On Stealing Bikes

The house is empty and so I should be picking away at the new novel. Grabbing every free minute. I’ve stepped back recently from a few obligations in the hope of carving out a little space. And I’ve made a mildly decent start. For the first time in years it feels as if there’s no stall imminent, no fall from the sky. I hope to have a draft by the end of the year.

But instead of doing that work I’m here tonight noting in purplish prose that this week some jerk stole my bike. I’d stashed it in the back of my car after a workout down in the Woolen Mill, at Focus Fitness. Spring was coming and it was warm. What’s the harm, I thought. But in the morning it was gone.

Normally I’m good about locking the car. It’s a reflex. But Willa and I went to buy donuts after dinner. We hopped in the old Volvo and drove the five minutes up to Coffee-Way. We even bought an extra one or two – monstrous, bloated concoctions like worms eating their own tails -  because we didn’t know who was hungry, or willing to risk the overload of sugar. I was distracted, is I guess what I’m saying.

I realise there’s an awful lot of privilege involved in us being able to embark on even that sort of minor excursion so casually, so randomly. I mean, listen to me: We hopped in the old Volvo… We even bought an extra one or two …

But this theft still hurts. It was an expensive bike and its replacement is going to mean plenty of other shit doesn’t happen in the coming weeks and months. That may include holidays, or a trip on my own to Toronto to see a show, a bottle now and again of good scotch. But the food in the fridge won’t run short, and we won’t have to go without clothes when the weather turns warm. Because we’re lucky. I’ve already been trying to decide what sort of bike to buy to replace the one that’s gone. Despite me venting casually here, the real preoccupation right now is What am I going to buy?, and not, Do I have to give up cycling altogether because we’re too damn broke for me to continue?

The same, I assume, is not true for the bastard who took the bike. I assume he did it (it was a he, right?)  to make ends of one sort or another meet. To feed his kids, or pay the hydro bill, or keep the same kids in shoes, or yeah, to feed a habit run riot, an addiction. Because no one (in Kingston, at least) is stealing bikes and risking jail time just so they can top up their RRSP contribution for the year, are they? And just a sec, hold on, one more possibility just occurred to me:  they’re not doing it so they can take up some serious cycling either. Can you imagine? In that scenario the asshole shows up on the trainer next to me at the gym and suddenly it’s much more Tarantino than it is Tour De France.

My point is that in the big picture I’m lucky. I’m not necessarily better than the thief, but I am probably more comfortable in my life.

And where that leaves me I just don’t know. I’m still angry, sure. I feel this guy invaded my space and took lousy advantage of a momentary lapse. That’s not how the world should work, or the neighbourhood, this wonderful community. He had no right. What if it had left me with no way to get to work (ignoring, for a second, that it was in my car)? Or if it had belonged to one of my kids and I couldn’t replace it? My family will do less this year. But truth is, maybe not that much less. We’ll suffer in mostly minor ways.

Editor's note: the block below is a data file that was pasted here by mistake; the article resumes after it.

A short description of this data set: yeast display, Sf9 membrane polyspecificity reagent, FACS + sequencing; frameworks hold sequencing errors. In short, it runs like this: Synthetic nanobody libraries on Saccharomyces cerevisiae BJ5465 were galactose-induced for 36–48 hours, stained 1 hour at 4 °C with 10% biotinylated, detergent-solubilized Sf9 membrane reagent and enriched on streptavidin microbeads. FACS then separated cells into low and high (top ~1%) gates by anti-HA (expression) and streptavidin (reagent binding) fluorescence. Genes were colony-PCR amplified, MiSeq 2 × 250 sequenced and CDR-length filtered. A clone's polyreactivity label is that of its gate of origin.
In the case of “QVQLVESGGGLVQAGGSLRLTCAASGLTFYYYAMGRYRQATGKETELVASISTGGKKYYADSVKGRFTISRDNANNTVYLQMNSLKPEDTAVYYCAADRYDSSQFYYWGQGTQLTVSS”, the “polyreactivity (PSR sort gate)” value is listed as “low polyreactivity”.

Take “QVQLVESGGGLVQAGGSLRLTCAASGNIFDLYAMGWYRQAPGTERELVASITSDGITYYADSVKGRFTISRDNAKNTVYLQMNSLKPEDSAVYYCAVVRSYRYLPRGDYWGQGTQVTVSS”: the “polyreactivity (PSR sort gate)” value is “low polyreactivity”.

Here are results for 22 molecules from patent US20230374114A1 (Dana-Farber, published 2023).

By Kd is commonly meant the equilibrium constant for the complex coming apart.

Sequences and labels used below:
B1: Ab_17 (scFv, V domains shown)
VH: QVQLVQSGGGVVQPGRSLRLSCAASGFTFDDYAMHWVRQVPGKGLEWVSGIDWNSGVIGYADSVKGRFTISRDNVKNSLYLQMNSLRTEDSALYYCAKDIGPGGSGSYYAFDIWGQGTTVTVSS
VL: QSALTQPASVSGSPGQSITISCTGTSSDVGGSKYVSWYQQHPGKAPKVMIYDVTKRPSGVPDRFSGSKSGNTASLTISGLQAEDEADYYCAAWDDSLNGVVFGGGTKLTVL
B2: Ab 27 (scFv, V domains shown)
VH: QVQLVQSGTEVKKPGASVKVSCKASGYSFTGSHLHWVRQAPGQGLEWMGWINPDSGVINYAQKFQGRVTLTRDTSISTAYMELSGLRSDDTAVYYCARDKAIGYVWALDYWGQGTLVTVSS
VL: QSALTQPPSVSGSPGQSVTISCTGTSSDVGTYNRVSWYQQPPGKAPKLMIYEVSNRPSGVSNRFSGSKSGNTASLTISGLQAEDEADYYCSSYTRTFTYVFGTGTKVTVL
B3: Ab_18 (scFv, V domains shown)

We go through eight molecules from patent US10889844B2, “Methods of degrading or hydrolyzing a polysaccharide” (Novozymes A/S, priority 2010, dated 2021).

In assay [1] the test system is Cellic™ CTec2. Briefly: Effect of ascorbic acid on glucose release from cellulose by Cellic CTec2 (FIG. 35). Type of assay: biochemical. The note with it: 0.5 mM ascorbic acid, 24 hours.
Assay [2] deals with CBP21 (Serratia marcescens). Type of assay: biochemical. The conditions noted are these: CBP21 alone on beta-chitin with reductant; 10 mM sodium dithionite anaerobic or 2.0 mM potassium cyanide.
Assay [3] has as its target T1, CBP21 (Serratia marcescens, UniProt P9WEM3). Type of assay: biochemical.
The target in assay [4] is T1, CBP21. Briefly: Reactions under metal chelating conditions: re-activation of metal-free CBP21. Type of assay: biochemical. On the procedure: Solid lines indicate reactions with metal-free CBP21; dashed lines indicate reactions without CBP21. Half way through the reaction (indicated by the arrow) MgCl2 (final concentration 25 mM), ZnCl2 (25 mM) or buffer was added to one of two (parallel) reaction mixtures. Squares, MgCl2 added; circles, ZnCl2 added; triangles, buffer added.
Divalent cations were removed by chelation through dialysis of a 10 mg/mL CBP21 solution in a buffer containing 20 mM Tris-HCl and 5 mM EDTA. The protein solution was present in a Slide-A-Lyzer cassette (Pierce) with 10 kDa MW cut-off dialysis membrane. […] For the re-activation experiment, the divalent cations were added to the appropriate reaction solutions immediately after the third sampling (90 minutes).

In short, I’d like to punch him. Stealing from your neighbours is messed up, asshole-ish behaviour. But there’s got to be some perspective here too. The answer is not to install cameras and start posting footage to Facebook (why is that footage always in black and white, by the way?). I don’t want to live that way. And I feel that strategy doesn’t usually catch thieves, it just strengthens the us and them divisions already so close to the surface in this fabulous but divided neighbourhood. It stokes anger and fear. It leads to suspicion of the people we see every day, and it closes us off from one another. 

A shithead ripped me off, that’s all. I should have checked that I’d locked the car instead of focusing on that goddamn donut. And if it’s the worst thing that happens to me this year I’ll be thrilled, because it’ll mean I can concentrate on more important things – my daughter in the Central Public production of Mary Poppins, is a fine example, or the fact that the U.K. is about to sever much of its connection to the European Union and fuck itself royally because of a poorly explained and misconceived vote. You see where I’m coming from: there are bigger fish.

 But enough, I’ve had my say. I’ve waxed long enough in a confused and bemused manner at this turn of events. I’ll stop now. 


It’s about a house cleaner, by the way. The novel is. It’s about a house cleaner and the shit she sees and the shit she has to put up with. Maybe, come to think of it, she looks through the window while scraping leftovers into a compost tub and sees someone opening up the back hatch of her employer’s Volvo before riding away on a snazzy two-wheeler. I don’t know whether she raises the alarm or puts her head down and goes about her work. That sounds alright, don’t you think? I can see that coming alive. I might be onto something. Some minor but telling scene.

There’s a realtor in there prominently too. In the book. The guy generating all the leftovers, maybe. Because write what you know. It’s going to be good, I think.